A 6-year-old designed a custom t-shirt for his first day of school and it's seriously the best

Because everyone could use a friend.

When 6-year-old Blake Rajahn shows up to his first grade classroom on Monday, he will arrive bearing an uplifting a message for his fellow students.

Blake's mother, Nikki Rajahn, runs a custom personalization business in Fayette County, Georgia, and she asked her son what kind of t-shirt he wanted for his first day of school. He could have chosen anything—his favorite sports star's number, a cool dragon, a witty saying—anything he wanted, she could make.


Blake chose something unexpected—an orange t-shirt with a simple, sweet message for the other kids at his school to see. Five little words that might just mean the world to someone who reads them.

"I will be your friend."

Ouch. My heart.

Rajahn shared the story on her business Facebook page:

"I have to brag on my son. I told him that as a back to school gift, I will make him any shirt he would like. It could have anything—a basketball theme, football, etc. which are all his favorites. He thought a while and said, 'will you please make me a shirt that says "I will be your friend" for all the kids who need a friend to know that I am here for them?' Never underestimate your kid's heart for others! I love my sweet Blake! #stopbullying"

Apparently, such a gesture is typical of Blake. "He has always had a heart for others and is very genuine," his mother told Upworthy. She said she's donating part of the proceeds of her t-shirt sales to the Real Life Center, a non-profit that helps families in need in Tyrone, Georgia, all because of Blake.

RELATED: The moving reason a mom and daughter teamed up to tackle bullying in schools.

"During the summer we had a vacation Bible school that he went to," she said, "and they did a toothbrush and toothpaste drive for the Real Life Center. He came home saying we needed to go to the Dollar Store to get some that night. We told him we would go the next day, but he had to use his money for it. He said that was fine, so we asked how much he would like to spend. He said, 'It's for people who don't have any, right?' We said yes, so he very matter-of-fact said, 'Well all of it!' And he did!"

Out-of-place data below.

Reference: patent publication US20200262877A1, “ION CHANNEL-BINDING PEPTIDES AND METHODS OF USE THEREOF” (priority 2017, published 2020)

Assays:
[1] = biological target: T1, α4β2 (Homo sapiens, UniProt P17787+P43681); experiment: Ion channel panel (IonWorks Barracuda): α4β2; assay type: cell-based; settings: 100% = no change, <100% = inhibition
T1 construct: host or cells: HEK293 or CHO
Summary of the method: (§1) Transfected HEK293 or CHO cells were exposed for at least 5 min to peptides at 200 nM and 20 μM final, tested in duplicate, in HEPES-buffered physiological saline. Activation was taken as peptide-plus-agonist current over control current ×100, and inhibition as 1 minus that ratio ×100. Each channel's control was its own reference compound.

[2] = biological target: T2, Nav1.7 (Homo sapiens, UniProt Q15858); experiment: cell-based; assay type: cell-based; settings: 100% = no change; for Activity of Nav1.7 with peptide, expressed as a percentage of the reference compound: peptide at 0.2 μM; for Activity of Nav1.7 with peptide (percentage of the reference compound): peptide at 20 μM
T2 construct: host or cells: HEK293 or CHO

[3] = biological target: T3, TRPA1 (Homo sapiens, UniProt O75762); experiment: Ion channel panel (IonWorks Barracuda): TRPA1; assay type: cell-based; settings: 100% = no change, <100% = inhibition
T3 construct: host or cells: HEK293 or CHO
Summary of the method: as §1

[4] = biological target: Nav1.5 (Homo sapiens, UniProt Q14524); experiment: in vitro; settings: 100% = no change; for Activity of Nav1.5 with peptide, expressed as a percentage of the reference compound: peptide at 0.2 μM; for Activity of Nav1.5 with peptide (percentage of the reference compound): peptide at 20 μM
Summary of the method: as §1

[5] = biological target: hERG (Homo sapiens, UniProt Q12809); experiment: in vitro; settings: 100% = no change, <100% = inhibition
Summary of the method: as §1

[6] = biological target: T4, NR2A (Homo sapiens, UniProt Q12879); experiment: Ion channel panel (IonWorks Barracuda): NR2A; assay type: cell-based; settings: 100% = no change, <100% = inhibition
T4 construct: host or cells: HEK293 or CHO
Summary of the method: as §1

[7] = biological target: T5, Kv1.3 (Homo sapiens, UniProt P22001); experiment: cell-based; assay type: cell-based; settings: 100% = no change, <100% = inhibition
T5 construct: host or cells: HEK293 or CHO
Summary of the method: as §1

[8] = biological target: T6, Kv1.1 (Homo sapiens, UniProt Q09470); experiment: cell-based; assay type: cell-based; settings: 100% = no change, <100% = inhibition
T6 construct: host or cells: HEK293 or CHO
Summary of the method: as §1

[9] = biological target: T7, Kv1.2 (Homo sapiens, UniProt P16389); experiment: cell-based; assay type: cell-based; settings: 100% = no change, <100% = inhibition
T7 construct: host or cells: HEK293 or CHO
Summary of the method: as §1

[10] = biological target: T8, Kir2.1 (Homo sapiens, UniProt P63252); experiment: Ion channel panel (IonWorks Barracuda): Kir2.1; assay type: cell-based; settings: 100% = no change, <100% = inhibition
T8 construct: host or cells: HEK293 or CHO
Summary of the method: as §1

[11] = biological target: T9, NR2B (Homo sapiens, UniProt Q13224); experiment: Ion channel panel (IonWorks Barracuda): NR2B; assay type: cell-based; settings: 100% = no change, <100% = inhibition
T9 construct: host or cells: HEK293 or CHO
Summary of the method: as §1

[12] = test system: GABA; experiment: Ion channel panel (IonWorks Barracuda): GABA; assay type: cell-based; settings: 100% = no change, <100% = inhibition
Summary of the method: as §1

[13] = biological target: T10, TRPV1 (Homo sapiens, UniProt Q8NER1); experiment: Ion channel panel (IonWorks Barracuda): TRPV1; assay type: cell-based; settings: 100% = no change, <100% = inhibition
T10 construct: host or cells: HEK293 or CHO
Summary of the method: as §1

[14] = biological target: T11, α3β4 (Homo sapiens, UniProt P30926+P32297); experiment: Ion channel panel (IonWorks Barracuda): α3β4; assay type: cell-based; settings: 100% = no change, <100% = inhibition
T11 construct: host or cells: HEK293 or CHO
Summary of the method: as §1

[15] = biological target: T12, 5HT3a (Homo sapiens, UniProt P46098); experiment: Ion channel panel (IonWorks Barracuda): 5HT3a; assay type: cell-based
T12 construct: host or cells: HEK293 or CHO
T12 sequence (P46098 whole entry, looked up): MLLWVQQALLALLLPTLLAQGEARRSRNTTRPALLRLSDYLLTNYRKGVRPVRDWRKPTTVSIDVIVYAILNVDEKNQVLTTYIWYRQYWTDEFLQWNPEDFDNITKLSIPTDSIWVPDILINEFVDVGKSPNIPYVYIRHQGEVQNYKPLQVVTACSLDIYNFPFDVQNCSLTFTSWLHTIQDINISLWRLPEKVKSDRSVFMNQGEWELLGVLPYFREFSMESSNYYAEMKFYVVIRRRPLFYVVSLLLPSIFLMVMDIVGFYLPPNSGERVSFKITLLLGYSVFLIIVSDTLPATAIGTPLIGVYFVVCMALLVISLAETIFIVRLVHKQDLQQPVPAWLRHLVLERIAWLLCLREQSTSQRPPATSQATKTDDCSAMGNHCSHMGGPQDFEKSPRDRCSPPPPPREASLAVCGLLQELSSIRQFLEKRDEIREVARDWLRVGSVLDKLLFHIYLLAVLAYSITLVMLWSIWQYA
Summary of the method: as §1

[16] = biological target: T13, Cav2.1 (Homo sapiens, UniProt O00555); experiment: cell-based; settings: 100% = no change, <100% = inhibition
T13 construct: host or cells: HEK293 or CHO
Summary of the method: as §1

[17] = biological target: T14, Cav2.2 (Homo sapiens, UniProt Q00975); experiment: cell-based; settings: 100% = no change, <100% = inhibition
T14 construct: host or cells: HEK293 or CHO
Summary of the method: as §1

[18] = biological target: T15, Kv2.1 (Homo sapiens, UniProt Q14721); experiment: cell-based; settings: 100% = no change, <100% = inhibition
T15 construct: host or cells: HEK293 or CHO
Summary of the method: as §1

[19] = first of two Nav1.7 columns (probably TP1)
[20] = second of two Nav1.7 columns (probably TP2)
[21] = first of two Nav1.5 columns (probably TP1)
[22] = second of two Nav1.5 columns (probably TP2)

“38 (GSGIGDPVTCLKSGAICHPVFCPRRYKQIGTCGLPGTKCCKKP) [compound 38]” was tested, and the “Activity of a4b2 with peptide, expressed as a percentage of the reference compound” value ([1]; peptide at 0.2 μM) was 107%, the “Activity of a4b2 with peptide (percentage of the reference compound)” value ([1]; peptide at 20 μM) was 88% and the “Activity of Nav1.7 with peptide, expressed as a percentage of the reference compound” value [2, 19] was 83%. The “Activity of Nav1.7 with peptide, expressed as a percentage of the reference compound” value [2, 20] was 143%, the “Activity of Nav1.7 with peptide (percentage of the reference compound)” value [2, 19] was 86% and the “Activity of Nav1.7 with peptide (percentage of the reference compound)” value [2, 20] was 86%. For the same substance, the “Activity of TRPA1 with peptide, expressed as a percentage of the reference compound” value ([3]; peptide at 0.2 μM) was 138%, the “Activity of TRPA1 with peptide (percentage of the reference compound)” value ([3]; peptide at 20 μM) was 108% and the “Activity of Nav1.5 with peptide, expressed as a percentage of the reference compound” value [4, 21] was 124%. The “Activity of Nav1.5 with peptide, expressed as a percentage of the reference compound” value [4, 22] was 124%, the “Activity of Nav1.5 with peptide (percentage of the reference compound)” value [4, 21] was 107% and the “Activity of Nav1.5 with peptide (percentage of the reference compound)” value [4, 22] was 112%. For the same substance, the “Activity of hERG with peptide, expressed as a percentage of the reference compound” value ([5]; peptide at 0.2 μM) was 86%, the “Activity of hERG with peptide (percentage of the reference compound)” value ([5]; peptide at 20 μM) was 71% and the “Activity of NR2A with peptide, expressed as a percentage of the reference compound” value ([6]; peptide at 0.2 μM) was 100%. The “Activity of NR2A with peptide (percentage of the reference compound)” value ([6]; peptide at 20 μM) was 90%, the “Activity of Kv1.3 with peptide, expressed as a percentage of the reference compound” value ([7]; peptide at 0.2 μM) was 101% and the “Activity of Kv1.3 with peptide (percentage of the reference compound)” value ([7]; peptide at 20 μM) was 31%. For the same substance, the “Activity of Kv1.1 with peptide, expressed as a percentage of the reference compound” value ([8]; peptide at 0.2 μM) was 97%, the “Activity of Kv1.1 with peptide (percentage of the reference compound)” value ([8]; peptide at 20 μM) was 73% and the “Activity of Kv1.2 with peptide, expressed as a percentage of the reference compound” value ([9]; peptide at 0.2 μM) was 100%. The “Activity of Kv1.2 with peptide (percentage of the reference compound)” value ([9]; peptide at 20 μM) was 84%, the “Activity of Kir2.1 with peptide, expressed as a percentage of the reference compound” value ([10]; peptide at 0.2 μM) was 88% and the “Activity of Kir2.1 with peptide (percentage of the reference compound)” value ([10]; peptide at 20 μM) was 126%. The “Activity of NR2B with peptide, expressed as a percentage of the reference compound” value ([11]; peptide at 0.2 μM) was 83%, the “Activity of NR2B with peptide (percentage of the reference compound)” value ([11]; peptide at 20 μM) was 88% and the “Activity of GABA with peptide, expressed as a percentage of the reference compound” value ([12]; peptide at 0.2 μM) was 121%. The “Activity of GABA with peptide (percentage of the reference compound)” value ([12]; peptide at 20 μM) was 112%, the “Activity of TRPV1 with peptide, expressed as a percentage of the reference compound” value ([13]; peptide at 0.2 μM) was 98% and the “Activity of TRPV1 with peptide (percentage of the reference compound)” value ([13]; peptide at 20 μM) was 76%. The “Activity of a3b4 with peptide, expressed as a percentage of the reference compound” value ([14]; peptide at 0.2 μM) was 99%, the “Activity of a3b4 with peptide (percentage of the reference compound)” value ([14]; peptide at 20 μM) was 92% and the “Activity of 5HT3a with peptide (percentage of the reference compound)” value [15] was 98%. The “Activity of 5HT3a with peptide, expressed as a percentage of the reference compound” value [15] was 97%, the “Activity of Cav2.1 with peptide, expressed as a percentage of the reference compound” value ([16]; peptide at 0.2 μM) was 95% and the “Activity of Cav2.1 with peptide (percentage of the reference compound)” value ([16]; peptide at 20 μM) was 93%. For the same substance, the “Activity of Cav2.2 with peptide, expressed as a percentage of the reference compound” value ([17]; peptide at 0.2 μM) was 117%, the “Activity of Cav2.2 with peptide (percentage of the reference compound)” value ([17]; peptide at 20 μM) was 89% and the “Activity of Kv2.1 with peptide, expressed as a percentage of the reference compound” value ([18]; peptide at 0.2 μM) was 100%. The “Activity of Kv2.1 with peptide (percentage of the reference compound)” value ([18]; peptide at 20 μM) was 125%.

Rajahn said everyone has been very encouraging and people are starting to order their own version of the t-shirt with "#blakesfriends" added to it.

She also shared Blake's reaction to hearing that his shirt idea was starting to spread on Facebook—and again, it's just the sweetest darn thing.

"Ever since I posted about my son and his shirt, I have sold some and told Blake about it. He said, "Oh good! Now more and more people are going to have more and more friends!" He is just so flattered so many want to be his twin too 😊"

Sometimes all a person needs is one friend so they won't feel alone, and Blake going out of his way to make sure kids feel welcomed by him is an example even adults can learn from. If we all reached out to people who might be shy or who might feel excluded, and let them know in some small way that we are open to being friends, what a better world we could build.

Thank you, Blake, for bringing some much-needed sunshine into our day.

Family

On an old episode of "The Oprah Winfrey Show" in July 1992, Oprah put her audience through a social experiment that puts racism in a new light. Despite being nearly two decades old, it's as relevant today as ever.

She split the audience members into two groups based on their eye color. Those with brown eyes were given preferential treatment by getting to cut the line and given refreshments while they waited to be seated. Those with blue eyes were made to put on a green collar and wait in a crowd for two hours.

Staff were instructed to be extra polite to brown-eyed people and to discriminate against blue-eyed people. Her guest for that day's show was diversity expert Jane Elliott, who helped set up the experiment and played along, explaining that brown-eyed people were smarter than blue-eyed people.

Watch the video to see how this experiment plays out.

Oprah's Social Experiment on Her Audience www.youtube.com

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via Cadbury

Cadbury has removed the words from its Dairy Milk chocolate bars in the U.K. to draw attention to a serious issue, senior loneliness.

On September 4, Cadbury released the limited-edition candy bars in supermarkets and for every one sold, the candy giant will donate 30p (37 cents) to Age UK, an organization dedicated to improving the quality of life for the elderly.